January 2020


Wellington Water Watchers
We would like to start this newsletter by acknowledging that the City of Guelph, where the 2Rivers Festival takes place, is situated upon traditional territories. The territories include the Haudenosaunee (Iroquois), Ojibway/Chippewa, and Anishinabek, in addition to the Attawandaron neutral peoples. We’d like to recognize the enduring presence of Aboriginal peoples on this land and the history of the First Nations peoples and neighbouring First Nation, Métis and Inuit. Today there are a wide number of Indigenous peoples who call this territory home under the Haldimand Tract Treaty with the Mississaugas of New Credit. We want to express solidarity with the Chippewas of the Thames First Nations and the 18 Indigenous communities affected by the Enbridge Line 9 project, and to the 88 First Nations communities in Ontario currently under drinking water advisories.

2Rivers Festival News

Exclusive Sponsorship Opportunity Available!

We are excited to announce that the 2Rivers Festival has one $10,000 Festival Sponsor spot available for 2020. If your business values local water protection and community collaboration, you will want to align yourself with the 2Rivers Festival this year! As our Festival Sponsor, you will receive... 

  • Logo on the front of the 2Rivers Festival guidebook
  • Full page advertisement on inside front cover
  • Banner Ad on the guidebook centerfold calendar
  • Opportunity to have organization representation at events 
  • Your banner or signage and verbal recognition at all events
  • A plaque at Wellington Water Watchers’ 10C Shared Space office
  • Promotion on 2Rivers Festival website as Festival Sponsor
  • Press release and photo opportunity when the cheque is received
  • Coordination of multiple press opportunities 
  • 2Rivers Festival displays at all local branches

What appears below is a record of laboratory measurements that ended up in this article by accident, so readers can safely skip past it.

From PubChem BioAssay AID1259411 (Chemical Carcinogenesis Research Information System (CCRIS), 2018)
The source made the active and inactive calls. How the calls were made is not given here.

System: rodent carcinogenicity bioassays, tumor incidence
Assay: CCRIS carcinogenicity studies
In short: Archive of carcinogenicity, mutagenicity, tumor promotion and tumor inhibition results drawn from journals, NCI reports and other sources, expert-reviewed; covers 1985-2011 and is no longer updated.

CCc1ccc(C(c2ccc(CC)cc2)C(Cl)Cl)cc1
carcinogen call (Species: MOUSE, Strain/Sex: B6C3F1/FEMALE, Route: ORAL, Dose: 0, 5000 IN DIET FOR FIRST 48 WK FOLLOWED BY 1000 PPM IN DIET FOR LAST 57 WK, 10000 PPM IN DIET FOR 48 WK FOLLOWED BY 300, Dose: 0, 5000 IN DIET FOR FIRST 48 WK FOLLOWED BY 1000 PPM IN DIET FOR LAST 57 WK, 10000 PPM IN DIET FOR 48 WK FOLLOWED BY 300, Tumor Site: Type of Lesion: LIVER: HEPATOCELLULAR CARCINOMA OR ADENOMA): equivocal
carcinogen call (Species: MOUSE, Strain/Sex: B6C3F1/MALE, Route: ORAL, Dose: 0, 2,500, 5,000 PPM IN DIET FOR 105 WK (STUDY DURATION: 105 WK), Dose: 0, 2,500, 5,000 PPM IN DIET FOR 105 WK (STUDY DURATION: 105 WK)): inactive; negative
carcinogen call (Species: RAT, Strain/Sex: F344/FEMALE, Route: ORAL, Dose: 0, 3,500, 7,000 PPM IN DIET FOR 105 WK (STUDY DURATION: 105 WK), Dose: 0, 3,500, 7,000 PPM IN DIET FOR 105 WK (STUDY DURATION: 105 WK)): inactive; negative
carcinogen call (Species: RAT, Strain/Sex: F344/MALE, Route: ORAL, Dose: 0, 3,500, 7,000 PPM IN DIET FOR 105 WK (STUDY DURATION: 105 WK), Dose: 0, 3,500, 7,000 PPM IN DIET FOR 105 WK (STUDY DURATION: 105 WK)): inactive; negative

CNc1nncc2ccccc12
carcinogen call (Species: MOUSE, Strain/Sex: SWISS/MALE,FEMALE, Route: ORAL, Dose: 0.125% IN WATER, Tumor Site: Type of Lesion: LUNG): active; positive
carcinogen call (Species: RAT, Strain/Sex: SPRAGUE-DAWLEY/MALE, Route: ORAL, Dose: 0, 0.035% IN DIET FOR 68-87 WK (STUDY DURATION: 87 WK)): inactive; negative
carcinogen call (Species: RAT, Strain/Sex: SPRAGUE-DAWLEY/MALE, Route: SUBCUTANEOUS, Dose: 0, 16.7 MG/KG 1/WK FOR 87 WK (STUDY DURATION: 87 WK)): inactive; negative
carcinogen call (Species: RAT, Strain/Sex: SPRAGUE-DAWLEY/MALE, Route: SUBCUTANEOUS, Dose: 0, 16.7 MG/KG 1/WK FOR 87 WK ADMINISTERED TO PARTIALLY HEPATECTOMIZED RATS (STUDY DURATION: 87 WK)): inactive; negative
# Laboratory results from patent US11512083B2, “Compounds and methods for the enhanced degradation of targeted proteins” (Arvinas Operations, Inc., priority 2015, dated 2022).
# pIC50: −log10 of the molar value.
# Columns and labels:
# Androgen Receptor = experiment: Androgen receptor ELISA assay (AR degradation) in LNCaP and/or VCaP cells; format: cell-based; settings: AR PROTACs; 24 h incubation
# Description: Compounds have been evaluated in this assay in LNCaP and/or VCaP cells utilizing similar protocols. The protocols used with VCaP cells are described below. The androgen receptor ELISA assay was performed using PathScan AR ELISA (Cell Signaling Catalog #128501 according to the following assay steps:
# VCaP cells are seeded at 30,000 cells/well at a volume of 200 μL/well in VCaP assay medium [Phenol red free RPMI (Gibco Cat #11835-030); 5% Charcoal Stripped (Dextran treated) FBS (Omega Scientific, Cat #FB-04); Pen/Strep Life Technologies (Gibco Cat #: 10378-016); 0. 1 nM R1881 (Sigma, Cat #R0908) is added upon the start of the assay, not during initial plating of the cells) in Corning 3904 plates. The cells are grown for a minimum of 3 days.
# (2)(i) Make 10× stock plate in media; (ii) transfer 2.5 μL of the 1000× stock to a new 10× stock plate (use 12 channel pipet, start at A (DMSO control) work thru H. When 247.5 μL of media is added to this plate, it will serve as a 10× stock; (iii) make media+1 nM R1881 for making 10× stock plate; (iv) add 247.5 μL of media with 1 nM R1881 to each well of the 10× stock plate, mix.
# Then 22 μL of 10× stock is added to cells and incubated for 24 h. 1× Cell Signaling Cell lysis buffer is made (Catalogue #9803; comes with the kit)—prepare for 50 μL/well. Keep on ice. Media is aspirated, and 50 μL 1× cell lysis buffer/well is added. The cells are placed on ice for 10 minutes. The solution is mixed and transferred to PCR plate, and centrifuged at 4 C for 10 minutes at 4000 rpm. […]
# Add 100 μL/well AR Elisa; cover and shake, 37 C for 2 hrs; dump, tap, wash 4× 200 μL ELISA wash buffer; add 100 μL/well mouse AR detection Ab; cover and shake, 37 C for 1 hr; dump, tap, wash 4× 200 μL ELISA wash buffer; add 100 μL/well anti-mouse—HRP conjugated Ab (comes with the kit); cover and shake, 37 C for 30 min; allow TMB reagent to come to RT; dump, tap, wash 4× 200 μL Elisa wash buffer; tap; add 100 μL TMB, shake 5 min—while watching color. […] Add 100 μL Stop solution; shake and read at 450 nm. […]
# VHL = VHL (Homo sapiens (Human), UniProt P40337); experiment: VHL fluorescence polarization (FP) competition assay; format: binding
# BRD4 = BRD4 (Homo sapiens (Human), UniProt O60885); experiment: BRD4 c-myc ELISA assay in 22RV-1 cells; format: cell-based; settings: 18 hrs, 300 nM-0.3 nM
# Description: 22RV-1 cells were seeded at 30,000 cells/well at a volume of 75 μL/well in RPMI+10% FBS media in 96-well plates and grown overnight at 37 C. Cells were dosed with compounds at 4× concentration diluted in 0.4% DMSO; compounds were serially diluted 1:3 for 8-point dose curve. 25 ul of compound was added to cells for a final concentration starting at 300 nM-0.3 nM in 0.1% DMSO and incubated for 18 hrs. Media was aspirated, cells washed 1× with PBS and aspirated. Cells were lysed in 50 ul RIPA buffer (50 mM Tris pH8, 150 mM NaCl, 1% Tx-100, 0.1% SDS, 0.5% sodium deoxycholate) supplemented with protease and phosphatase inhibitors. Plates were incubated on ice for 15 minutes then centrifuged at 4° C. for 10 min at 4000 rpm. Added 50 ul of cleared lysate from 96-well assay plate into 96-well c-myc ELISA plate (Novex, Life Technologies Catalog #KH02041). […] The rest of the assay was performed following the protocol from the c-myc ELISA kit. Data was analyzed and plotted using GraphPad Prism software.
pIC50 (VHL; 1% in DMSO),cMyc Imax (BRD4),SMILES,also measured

• Inclusion in all event emails, on 2Rivers Festival website, and social media

If you think you have what it takes to be the one and only Festival Sponsor, send us an email at [email protected]

Meet the Steering Committee

Trista Forth, Website Manager

 "I became involved in the 2Rivers Festival in 2013 when a friend who was a member of the steering committee encouraged me to become a part of the festival.

I have had many different roles through the years and I enjoy the fact that there is always something new to learn or do - whether it be brainstorming new ideas for the festival, scheduling events, brochure design, website maintenance, social media, drumming up advertising or handing out festival guides.

Our rivers provide beautiful and tranquil natural corridors right in the heart of our city. I love the fact that we have these amazing natural areas that are free for everyone to enjoy.

The 2Rivers Festival is a great way to learn more about our rivers and the people that care for them and to become actively involved in the stewardship of our rivers. It is a wonderful way to meet new people and learn about local organizations that are making connections with our rivers. "

If you'd like to become a member of the Steering Committee, email us at[email protected]!
And follow 2RiversFestival on Facebook and Twitter!


River Droplets – fun facts about our 2Rivers 
  • Did you know that OPIRG Guelph has hosted an annual 2Rivers Cleanup since 1976? Each year, OPIRG gathers the community and walks along the shore, gathering up all the visible waste they can find. Here are some photos from the 1988 2Rivers Cleanup!

Upcoming Events Along the River

Wednesday Noon Hour Walks 
Hosted by The Arboretum, University of Guelph

Bundle up and come out to explore winter in the Arboretum for the first walk of 2020!

  • Date: January 8, 2020
  • Time: 12:15PM
  • Location: Arboretum Kiosk, 200 Arboretum Rd, Guelph, ON N1G 2W1
  • Cost: Free

Nature Guelph Speaker Series: Eat, Prey, Love - the Secret Lives of Spiders